A disembodied female voice also presides over much of Pathetic Fallacy. Like Blindness, it has a particular contemporary relevance. Canadian director Anita Rochon, co-artistic director of Vancouver’s The Chop, conceived this multimedia theatre work about climate change with the intention of reducing her own carbon footprint. Instead of flying around the world touring with the show, she would stage it remotely, with the help of local actors on site. The chosen actor performs in front of a green screen, on which is projected an array of images, films, and charts that examine our changing relationship with the weather, from ancient times down to the present day of impending ecological crisis. Rochon herself also appears from time to time, interacting with the actor in virtual form.

Pathetic Fallacy has a serious subject at its core but the show is far from daunting or heavy and is delivered with humour and wit. Rochon and her performer—in the case of the HKAF, local actor Pichead Amornsomboon—regale the audience with facts and anecdotes about the weather, including how hurricanes are given human names to try to make populations more aware of their advance, how weather forecasts are produced, and how people mistakenly attribute human feelings and motives to weather (the “pathetic fallacy” of the title).

Though not a conventional piece of theatrical storytelling, Pathetic Fallacy nonetheless provides an enthralling and eclectic experience that touches on the human responses to weather phenomena, be they everyday or extreme. Rochon’s earnestly deadpan narration contains plenty in the way of humorous asides, such as in her analysis of The Weather Girls’ disco hit It’s Raining Men.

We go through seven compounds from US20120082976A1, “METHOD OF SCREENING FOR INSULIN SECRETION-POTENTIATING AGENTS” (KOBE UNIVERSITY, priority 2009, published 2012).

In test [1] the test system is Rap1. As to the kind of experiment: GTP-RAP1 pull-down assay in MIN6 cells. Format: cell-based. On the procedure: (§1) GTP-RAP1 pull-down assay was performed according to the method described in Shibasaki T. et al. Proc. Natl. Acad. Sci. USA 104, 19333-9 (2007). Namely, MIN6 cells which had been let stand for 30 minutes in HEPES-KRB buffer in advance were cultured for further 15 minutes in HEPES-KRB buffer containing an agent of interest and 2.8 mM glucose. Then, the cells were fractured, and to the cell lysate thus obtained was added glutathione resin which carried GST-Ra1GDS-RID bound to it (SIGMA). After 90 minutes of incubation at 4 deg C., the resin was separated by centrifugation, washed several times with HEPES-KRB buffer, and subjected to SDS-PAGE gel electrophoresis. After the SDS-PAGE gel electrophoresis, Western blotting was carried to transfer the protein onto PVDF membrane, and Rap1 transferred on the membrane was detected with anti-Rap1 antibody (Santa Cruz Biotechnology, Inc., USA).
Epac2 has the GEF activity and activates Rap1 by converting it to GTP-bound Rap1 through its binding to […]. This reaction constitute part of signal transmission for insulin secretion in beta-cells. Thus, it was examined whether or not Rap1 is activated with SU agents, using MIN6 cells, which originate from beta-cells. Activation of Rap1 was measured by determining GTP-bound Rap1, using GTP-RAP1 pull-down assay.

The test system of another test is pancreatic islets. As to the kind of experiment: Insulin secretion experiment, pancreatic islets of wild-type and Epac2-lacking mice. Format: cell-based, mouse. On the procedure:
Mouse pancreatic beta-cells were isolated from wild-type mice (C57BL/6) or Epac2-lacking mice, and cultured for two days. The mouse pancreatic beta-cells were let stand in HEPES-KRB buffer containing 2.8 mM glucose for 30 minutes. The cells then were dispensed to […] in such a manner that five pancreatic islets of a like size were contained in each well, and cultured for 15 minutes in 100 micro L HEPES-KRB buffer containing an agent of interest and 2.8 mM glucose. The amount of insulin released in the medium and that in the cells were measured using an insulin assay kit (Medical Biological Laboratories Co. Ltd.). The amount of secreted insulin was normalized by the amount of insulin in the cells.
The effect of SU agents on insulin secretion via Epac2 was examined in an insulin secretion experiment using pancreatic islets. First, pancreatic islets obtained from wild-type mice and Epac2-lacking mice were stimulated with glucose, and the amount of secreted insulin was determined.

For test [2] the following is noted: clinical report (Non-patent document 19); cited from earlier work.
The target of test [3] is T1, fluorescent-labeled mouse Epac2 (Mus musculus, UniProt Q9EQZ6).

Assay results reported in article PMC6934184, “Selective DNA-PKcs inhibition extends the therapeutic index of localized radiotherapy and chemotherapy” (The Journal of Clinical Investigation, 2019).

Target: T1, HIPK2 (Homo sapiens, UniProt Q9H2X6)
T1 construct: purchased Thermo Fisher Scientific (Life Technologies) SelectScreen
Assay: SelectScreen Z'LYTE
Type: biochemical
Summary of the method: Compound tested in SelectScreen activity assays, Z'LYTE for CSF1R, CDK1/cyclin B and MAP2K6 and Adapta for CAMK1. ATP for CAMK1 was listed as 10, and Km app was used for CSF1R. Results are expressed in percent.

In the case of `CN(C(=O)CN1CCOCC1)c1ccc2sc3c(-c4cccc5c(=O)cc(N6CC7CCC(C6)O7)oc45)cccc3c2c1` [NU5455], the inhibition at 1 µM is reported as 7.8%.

It is also a rumination on how technology informs our responses to weather, now that access to forecasts and data, both historical and contemporary, is at our fingertips, in the very phones we carry everywhere. That same technology has made the “delocalised” show possible, produced at a distance, yet in person, something that, though Pathetic Fallacy premiered in 2018 and predates the pandemic, has had a strange prescience in a year of global social distancing.

Both experimental and playful, this is a show that will leave audiences nourished, thoughtful, and entertained.

Pathetic Fallacy. Photo credit: Peter Pokorny

The Chop’s Pathetic Fallacy runs 24–25 April at JC Cube, Tai Kwun. For info and tickets:

The Donmar Warehouse production of Blindness runs 15–18 April at The Box, Freespace. West Kowloon Cultural District. For info and tickets:
This article was originally published on April 14, 2021, by the Hong Kong Arts Festival and has been reposted with permission. To view the original article, click here.

This post was written by the author in their personal capacity.The opinions expressed in this article are the author’s own and do not reflect the view of The Theatre Times, their staff or collaborators.

This post was written by Oliver Farry.

The views expressed here belong to the author and do not necessarily reflect our views and opinions.